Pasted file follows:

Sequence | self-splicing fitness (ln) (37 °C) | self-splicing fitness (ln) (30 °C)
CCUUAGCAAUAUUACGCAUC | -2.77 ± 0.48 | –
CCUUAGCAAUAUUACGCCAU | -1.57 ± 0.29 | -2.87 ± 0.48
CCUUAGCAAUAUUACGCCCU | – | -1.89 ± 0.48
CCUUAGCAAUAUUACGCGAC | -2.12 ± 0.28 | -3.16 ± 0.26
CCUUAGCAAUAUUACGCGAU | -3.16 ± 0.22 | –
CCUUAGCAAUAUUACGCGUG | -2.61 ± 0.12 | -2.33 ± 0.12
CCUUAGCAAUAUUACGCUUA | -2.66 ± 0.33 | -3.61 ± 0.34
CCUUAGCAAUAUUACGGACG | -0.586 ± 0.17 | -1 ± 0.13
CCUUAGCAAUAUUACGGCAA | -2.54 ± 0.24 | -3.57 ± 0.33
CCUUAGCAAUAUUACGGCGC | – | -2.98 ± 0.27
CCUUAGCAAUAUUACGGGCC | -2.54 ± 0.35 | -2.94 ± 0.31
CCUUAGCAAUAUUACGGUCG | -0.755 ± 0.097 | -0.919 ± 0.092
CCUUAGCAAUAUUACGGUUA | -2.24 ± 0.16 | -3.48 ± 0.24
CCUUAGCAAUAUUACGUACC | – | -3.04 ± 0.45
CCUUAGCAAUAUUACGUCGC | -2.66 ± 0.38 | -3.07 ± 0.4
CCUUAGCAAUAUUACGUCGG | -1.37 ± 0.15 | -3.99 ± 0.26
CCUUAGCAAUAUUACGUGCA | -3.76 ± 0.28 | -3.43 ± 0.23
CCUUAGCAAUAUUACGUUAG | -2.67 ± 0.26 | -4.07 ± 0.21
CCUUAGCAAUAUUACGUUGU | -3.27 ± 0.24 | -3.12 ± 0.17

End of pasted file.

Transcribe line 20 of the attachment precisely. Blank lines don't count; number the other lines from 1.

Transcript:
CCUUAGCAAUAUUACGUUGU | -3.27 ± 0.24 | -3.12 ± 0.17